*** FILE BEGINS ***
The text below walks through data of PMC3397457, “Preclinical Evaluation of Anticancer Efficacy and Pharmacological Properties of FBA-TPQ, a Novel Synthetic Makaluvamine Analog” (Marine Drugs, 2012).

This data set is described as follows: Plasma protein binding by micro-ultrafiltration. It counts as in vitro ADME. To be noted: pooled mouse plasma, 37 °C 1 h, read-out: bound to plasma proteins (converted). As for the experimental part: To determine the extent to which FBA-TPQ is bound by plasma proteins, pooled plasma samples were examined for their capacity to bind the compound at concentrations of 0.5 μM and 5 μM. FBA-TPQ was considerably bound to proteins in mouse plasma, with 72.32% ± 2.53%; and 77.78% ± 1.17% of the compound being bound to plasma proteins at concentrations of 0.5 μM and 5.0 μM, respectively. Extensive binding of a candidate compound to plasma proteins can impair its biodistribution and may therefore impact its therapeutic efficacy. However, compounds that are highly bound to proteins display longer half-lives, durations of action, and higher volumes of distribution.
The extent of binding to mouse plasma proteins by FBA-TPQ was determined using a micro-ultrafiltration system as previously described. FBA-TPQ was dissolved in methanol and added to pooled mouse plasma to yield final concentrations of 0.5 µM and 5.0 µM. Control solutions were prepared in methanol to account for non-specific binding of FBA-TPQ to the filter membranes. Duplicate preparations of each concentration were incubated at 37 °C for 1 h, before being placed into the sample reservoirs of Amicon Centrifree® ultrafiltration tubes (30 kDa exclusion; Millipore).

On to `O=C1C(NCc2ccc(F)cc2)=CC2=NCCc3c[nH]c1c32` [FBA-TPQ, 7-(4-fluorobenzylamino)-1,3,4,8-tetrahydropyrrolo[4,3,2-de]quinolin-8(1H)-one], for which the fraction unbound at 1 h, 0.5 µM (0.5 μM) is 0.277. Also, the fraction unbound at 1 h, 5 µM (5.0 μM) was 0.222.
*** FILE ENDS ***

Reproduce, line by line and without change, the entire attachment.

The text below walks through data of PMC3397457, “Preclinical Evaluation of Anticancer Efficacy and Pharmacological Properties of FBA-TPQ, a Novel Synthetic Makaluvamine Analog” (Marine Drugs, 2012).

This data set is described as follows: Plasma protein binding by micro-ultrafiltration. It counts as in vitro ADME. To be noted: pooled mouse plasma, 37 °C 1 h, read-out: bound to plasma proteins (converted). As for the experimental part: To determine the extent to which FBA-TPQ is bound by plasma proteins, pooled plasma samples were examined for their capacity to bind the compound at concentrations of 0.5 μM and 5 μM. FBA-TPQ was considerably bound to proteins in mouse plasma, with 72.32% ± 2.53%; and 77.78% ± 1.17% of the compound being bound to plasma proteins at concentrations of 0.5 μM and 5.0 μM, respectively. Extensive binding of a candidate compound to plasma proteins can impair its biodistribution and may therefore impact its therapeutic efficacy. However, compounds that are highly bound to proteins display longer half-lives, durations of action, and higher volumes of distribution.
The extent of binding to mouse plasma proteins by FBA-TPQ was determined using a micro-ultrafiltration system as previously described. FBA-TPQ was dissolved in methanol and added to pooled mouse plasma to yield final concentrations of 0.5 µM and 5.0 µM. Control solutions were prepared in methanol to account for non-specific binding of FBA-TPQ to the filter membranes. Duplicate preparations of each concentration were incubated at 37 °C for 1 h, before being placed into the sample reservoirs of Amicon Centrifree® ultrafiltration tubes (30 kDa exclusion; Millipore).

On to `O=C1C(NCc2ccc(F)cc2)=CC2=NCCc3c[nH]c1c32` [FBA-TPQ, 7-(4-fluorobenzylamino)-1,3,4,8-tetrahydropyrrolo[4,3,2-de]quinolin-8(1H)-one], for which the fraction unbound at 1 h, 0.5 µM (0.5 μM) is 0.277. Also, the fraction unbound at 1 h, 5 µM (5.0 μM) was 0.222.